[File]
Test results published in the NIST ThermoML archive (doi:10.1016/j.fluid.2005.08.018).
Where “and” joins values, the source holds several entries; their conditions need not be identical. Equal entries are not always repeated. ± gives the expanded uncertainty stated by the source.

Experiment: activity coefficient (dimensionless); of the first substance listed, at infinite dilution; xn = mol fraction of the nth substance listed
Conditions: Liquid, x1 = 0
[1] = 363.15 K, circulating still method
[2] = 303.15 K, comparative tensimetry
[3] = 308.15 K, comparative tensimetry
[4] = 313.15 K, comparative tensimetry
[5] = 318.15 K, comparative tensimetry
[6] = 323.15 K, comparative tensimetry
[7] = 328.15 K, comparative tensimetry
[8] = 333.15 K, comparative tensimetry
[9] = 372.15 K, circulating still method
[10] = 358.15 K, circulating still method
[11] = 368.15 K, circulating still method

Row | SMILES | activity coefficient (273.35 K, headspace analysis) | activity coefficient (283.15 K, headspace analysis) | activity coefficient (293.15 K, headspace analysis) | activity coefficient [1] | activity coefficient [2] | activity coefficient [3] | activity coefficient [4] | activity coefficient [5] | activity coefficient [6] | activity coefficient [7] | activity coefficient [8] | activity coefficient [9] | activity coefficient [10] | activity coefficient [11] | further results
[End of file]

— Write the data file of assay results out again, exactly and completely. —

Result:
Test results published in the NIST ThermoML archive (doi:10.1016/j.fluid.2005.08.018).
Where “and” joins values, the source holds several entries; their conditions need not be identical. Equal entries are not always repeated. ± gives the expanded uncertainty stated by the source.

Experiment: activity coefficient (dimensionless); of the first substance listed, at infinite dilution; xn = mol fraction of the nth substance listed
Conditions: Liquid, x1 = 0
[1] = 363.15 K, circulating still method
[2] = 303.15 K, comparative tensimetry
[3] = 308.15 K, comparative tensimetry
[4] = 313.15 K, comparative tensimetry
[5] = 318.15 K, comparative tensimetry
[6] = 323.15 K, comparative tensimetry
[7] = 328.15 K, comparative tensimetry
[8] = 333.15 K, comparative tensimetry
[9] = 372.15 K, circulating still method
[10] = 358.15 K, circulating still method
[11] = 368.15 K, circulating still method

Row | SMILES | activity coefficient (273.35 K, headspace analysis) | activity coefficient (283.15 K, headspace analysis) | activity coefficient (293.15 K, headspace analysis) | activity coefficient [1] | activity coefficient [2] | activity coefficient [3] | activity coefficient [4] | activity coefficient [5] | activity coefficient [6] | activity coefficient [7] | activity coefficient [8] | activity coefficient [9] | activity coefficient [10] | activity coefficient [11] | further results